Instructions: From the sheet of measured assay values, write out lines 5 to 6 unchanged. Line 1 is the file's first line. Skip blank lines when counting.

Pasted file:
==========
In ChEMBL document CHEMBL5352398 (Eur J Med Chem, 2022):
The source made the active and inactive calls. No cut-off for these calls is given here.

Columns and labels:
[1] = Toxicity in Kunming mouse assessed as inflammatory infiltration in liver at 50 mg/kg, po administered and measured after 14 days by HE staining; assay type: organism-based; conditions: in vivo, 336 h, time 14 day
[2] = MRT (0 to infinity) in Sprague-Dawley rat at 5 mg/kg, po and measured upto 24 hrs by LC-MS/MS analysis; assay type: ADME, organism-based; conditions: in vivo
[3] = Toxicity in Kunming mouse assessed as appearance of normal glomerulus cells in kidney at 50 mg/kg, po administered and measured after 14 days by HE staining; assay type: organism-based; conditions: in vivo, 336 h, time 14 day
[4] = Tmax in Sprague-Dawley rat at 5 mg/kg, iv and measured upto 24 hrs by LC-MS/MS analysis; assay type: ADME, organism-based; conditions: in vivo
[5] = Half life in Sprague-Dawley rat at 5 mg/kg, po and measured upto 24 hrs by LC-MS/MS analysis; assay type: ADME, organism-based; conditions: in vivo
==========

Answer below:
[2] = MRT (0 to infinity) in Sprague-Dawley rat at 5 mg/kg, po and measured upto 24 hrs by LC-MS/MS analysis; assay type: ADME, organism-based; conditions: in vivo
[3] = Toxicity in Kunming mouse assessed as appearance of normal glomerulus cells in kidney at 50 mg/kg, po administered and measured after 14 days by HE staining; assay type: organism-based; conditions: in vivo, 336 h, time 14 day